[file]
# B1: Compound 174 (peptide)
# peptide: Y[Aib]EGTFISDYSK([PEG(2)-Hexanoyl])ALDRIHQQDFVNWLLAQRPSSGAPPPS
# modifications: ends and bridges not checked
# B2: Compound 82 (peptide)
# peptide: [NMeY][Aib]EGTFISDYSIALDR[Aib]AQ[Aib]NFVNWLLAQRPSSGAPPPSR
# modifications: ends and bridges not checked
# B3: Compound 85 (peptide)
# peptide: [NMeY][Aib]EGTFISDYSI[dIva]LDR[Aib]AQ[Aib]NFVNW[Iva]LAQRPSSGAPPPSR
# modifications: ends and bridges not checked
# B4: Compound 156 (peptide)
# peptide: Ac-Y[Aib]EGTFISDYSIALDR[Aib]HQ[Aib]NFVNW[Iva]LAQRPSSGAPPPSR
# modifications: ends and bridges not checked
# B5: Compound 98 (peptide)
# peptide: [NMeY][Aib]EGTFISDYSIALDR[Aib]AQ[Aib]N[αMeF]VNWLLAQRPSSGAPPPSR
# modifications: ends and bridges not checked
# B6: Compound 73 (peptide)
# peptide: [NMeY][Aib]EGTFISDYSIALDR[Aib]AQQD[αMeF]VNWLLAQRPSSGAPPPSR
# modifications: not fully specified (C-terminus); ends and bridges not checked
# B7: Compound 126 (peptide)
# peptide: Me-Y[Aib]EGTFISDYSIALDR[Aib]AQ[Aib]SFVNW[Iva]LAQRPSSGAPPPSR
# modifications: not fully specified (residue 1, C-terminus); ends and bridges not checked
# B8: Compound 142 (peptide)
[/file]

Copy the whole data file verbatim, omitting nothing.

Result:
# B1: Compound 174 (peptide)
# peptide: Y[Aib]EGTFISDYSK([PEG(2)-Hexanoyl])ALDRIHQQDFVNWLLAQRPSSGAPPPS
# modifications: ends and bridges not checked
# B2: Compound 82 (peptide)
# peptide: [NMeY][Aib]EGTFISDYSIALDR[Aib]AQ[Aib]NFVNWLLAQRPSSGAPPPSR
# modifications: ends and bridges not checked
# B3: Compound 85 (peptide)
# peptide: [NMeY][Aib]EGTFISDYSI[dIva]LDR[Aib]AQ[Aib]NFVNW[Iva]LAQRPSSGAPPPSR
# modifications: ends and bridges not checked
# B4: Compound 156 (peptide)
# peptide: Ac-Y[Aib]EGTFISDYSIALDR[Aib]HQ[Aib]NFVNW[Iva]LAQRPSSGAPPPSR
# modifications: ends and bridges not checked
# B5: Compound 98 (peptide)
# peptide: [NMeY][Aib]EGTFISDYSIALDR[Aib]AQ[Aib]N[αMeF]VNWLLAQRPSSGAPPPSR
# modifications: ends and bridges not checked
# B6: Compound 73 (peptide)
# peptide: [NMeY][Aib]EGTFISDYSIALDR[Aib]AQQD[αMeF]VNWLLAQRPSSGAPPPSR
# modifications: not fully specified (C-terminus); ends and bridges not checked
# B7: Compound 126 (peptide)
# peptide: Me-Y[Aib]EGTFISDYSIALDR[Aib]AQ[Aib]SFVNW[Iva]LAQRPSSGAPPPSR
# modifications: not fully specified (residue 1, C-terminus); ends and bridges not checked
# B8: Compound 142 (peptide)